As a doctor in clinical practice, I was taught that every injury ought to be avoidable and preventable. There should be zero tolerance. In clinical medicine, every death and complication should be audited. In industry, construction firms have zero tolerance for injury, so why is it acceptable that children should be paralysed or die at play? To make matters worse, rugby is being introduced to the poorest areas. What an irony that the children already most at risk of injury should have to face new risks.
‘What doesn’t kill you makes you stronger’ is a familiar refrain. But injuries are the most common reasons for children giving up the game. In Australia, New Zealand and South Africa, fear of injury is cited by fathers as the main reason for saying rugby is the sport they are least likely to encourage their child to play. Some injuries are carried for life. Any professional or club rugby player will tell you about their or their friends’ long-term physical problems and even cognitive decline in later life. It should not need professional players bringing class actions and litigation for everyone to wake up to the risks and costs of injuries and to safeguard children.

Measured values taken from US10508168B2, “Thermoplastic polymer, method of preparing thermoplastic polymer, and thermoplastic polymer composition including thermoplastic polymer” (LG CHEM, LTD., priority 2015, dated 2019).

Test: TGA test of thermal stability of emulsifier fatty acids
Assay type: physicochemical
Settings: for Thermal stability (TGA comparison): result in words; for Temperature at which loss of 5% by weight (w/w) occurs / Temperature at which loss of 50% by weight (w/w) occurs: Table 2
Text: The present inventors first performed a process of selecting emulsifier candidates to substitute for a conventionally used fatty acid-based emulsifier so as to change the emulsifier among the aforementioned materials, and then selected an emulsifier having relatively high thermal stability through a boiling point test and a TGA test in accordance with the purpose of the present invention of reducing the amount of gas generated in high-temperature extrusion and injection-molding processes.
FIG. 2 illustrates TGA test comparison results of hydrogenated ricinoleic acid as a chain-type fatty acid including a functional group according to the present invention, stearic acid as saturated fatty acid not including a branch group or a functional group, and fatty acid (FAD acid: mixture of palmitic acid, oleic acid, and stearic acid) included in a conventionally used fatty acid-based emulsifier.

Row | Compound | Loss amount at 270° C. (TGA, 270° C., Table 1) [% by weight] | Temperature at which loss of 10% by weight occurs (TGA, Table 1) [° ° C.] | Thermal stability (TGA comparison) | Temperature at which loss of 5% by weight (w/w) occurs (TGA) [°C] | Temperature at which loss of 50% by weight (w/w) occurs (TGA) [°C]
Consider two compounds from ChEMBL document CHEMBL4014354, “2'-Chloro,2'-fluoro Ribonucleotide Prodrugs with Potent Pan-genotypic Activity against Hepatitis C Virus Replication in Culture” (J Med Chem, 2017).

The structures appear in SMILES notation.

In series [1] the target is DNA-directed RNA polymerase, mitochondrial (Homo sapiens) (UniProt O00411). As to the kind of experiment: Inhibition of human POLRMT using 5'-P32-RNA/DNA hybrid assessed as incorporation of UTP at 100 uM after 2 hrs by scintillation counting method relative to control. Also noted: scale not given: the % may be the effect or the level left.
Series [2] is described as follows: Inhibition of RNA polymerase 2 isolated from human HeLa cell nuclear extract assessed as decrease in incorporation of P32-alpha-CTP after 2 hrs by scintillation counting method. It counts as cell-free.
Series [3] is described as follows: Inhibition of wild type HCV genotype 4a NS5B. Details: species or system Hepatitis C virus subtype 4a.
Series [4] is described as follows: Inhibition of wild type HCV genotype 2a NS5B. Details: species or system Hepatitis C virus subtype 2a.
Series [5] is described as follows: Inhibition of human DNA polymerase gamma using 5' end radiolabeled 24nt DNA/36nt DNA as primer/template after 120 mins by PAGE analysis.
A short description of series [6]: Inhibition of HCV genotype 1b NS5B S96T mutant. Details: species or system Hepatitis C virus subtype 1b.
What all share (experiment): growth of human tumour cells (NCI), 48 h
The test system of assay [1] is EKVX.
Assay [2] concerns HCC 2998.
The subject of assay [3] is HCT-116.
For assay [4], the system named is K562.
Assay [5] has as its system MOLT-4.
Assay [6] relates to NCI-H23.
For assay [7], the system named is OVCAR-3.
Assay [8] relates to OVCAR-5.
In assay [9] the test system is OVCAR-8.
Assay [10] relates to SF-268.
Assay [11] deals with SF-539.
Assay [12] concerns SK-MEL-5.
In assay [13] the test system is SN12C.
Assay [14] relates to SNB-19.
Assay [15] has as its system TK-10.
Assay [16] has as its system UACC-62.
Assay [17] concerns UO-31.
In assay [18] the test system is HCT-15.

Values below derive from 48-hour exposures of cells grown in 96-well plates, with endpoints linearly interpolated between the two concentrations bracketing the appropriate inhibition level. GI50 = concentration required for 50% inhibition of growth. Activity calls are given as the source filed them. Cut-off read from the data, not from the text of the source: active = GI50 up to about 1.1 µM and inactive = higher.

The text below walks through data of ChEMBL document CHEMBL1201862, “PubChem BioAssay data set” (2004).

The child’s game should be child’s play, it should not be allowed to mirror the professional game. If this means changing the rules so that contact
elements are removed, then so be it. The rights of the child to be protected from harm must come before the needs of corporate sponsors and the rugby industry and its complex web of business interests that protect and preserve the status quo. But change will only happen when the government has convened a proper inquiry into injuries and sport and put in place an injury-monitoring system to cover every child in the land. It will only happen when the corporate professional rugby unions no longer have control of the child’s game.
Professor Allyson Pollock is professor of public health research and policy at Queen Mary, University of London. Her book Tackling Rugby: What Every Parent Should Know About Injuries is published by Verso and available now.